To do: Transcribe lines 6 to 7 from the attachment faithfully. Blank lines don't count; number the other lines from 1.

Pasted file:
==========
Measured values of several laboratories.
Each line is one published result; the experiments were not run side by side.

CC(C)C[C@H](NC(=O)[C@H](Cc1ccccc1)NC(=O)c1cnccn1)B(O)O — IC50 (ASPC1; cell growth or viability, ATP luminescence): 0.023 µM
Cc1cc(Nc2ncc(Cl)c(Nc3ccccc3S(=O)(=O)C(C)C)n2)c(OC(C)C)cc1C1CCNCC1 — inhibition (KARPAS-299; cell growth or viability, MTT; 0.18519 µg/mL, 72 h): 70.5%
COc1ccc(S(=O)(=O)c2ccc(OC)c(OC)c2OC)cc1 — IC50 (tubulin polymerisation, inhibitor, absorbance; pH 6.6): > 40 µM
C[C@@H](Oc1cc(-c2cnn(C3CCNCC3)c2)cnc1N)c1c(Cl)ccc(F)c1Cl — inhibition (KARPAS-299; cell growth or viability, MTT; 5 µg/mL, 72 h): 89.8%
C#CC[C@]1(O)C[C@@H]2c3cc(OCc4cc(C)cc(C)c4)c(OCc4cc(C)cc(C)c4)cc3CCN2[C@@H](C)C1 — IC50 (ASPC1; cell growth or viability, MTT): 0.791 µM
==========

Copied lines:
C[C@@H](Oc1cc(-c2cnn(C3CCNCC3)c2)cnc1N)c1c(Cl)ccc(F)c1Cl — inhibition (KARPAS-299; cell growth or viability, MTT; 5 µg/mL, 72 h): 89.8%
C#CC[C@]1(O)C[C@@H]2c3cc(OCc4cc(C)cc(C)c4)c(OCc4cc(C)cc(C)c4)cc3CCN2[C@@H](C)C1 — IC50 (ASPC1; cell growth or viability, MTT): 0.791 µM